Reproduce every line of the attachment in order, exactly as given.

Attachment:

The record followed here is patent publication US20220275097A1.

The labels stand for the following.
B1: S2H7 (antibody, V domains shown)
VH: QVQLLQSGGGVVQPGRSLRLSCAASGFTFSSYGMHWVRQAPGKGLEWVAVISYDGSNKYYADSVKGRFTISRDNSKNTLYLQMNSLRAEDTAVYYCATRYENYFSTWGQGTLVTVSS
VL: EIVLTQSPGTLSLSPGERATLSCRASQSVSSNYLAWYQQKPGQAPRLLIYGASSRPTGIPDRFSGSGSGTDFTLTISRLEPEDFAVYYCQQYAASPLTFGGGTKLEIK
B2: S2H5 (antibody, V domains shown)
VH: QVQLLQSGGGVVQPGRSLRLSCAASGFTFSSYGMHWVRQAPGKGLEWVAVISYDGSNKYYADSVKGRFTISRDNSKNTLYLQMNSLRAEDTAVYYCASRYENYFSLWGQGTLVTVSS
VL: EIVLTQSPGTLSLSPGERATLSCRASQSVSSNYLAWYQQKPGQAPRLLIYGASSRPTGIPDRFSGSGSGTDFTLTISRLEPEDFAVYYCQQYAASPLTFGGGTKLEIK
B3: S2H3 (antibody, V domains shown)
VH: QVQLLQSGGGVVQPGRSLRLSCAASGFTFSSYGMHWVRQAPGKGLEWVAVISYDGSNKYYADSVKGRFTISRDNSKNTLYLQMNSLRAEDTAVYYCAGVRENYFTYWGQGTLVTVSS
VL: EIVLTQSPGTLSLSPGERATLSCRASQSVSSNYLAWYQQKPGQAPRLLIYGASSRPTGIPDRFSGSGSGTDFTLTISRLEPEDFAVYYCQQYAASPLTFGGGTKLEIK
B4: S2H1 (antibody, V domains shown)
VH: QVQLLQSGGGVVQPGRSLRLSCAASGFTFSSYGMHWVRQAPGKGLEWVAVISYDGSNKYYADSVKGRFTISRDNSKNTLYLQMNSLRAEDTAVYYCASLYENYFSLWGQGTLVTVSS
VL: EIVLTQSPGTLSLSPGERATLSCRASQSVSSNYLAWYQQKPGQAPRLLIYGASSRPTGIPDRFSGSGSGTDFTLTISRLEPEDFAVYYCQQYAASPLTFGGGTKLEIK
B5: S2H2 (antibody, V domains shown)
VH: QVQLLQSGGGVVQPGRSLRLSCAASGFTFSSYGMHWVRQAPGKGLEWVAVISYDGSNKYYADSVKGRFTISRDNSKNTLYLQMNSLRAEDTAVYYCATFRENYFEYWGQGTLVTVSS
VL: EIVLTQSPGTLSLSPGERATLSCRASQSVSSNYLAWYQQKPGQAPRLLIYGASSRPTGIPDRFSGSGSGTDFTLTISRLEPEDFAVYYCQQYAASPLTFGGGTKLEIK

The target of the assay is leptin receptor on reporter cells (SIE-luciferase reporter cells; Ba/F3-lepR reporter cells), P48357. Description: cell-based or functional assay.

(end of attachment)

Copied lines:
The record followed here is patent publication US20220275097A1.

The labels stand for the following.
B1: S2H7 (antibody, V domains shown)
VH: QVQLLQSGGGVVQPGRSLRLSCAASGFTFSSYGMHWVRQAPGKGLEWVAVISYDGSNKYYADSVKGRFTISRDNSKNTLYLQMNSLRAEDTAVYYCATRYENYFSTWGQGTLVTVSS
VL: EIVLTQSPGTLSLSPGERATLSCRASQSVSSNYLAWYQQKPGQAPRLLIYGASSRPTGIPDRFSGSGSGTDFTLTISRLEPEDFAVYYCQQYAASPLTFGGGTKLEIK
B2: S2H5 (antibody, V domains shown)
VH: QVQLLQSGGGVVQPGRSLRLSCAASGFTFSSYGMHWVRQAPGKGLEWVAVISYDGSNKYYADSVKGRFTISRDNSKNTLYLQMNSLRAEDTAVYYCASRYENYFSLWGQGTLVTVSS
VL: EIVLTQSPGTLSLSPGERATLSCRASQSVSSNYLAWYQQKPGQAPRLLIYGASSRPTGIPDRFSGSGSGTDFTLTISRLEPEDFAVYYCQQYAASPLTFGGGTKLEIK
B3: S2H3 (antibody, V domains shown)
VH: QVQLLQSGGGVVQPGRSLRLSCAASGFTFSSYGMHWVRQAPGKGLEWVAVISYDGSNKYYADSVKGRFTISRDNSKNTLYLQMNSLRAEDTAVYYCAGVRENYFTYWGQGTLVTVSS
VL: EIVLTQSPGTLSLSPGERATLSCRASQSVSSNYLAWYQQKPGQAPRLLIYGASSRPTGIPDRFSGSGSGTDFTLTISRLEPEDFAVYYCQQYAASPLTFGGGTKLEIK
B4: S2H1 (antibody, V domains shown)
VH: QVQLLQSGGGVVQPGRSLRLSCAASGFTFSSYGMHWVRQAPGKGLEWVAVISYDGSNKYYADSVKGRFTISRDNSKNTLYLQMNSLRAEDTAVYYCASLYENYFSLWGQGTLVTVSS
VL: EIVLTQSPGTLSLSPGERATLSCRASQSVSSNYLAWYQQKPGQAPRLLIYGASSRPTGIPDRFSGSGSGTDFTLTISRLEPEDFAVYYCQQYAASPLTFGGGTKLEIK
B5: S2H2 (antibody, V domains shown)
VH: QVQLLQSGGGVVQPGRSLRLSCAASGFTFSSYGMHWVRQAPGKGLEWVAVISYDGSNKYYADSVKGRFTISRDNSKNTLYLQMNSLRAEDTAVYYCATFRENYFEYWGQGTLVTVSS
VL: EIVLTQSPGTLSLSPGERATLSCRASQSVSSNYLAWYQQKPGQAPRLLIYGASSRPTGIPDRFSGSGSGTDFTLTISRLEPEDFAVYYCQQYAASPLTFGGGTKLEIK

The target of the assay is leptin receptor on reporter cells (SIE-luciferase reporter cells; Ba/F3-lepR reporter cells), P48357. Description: cell-based or functional assay.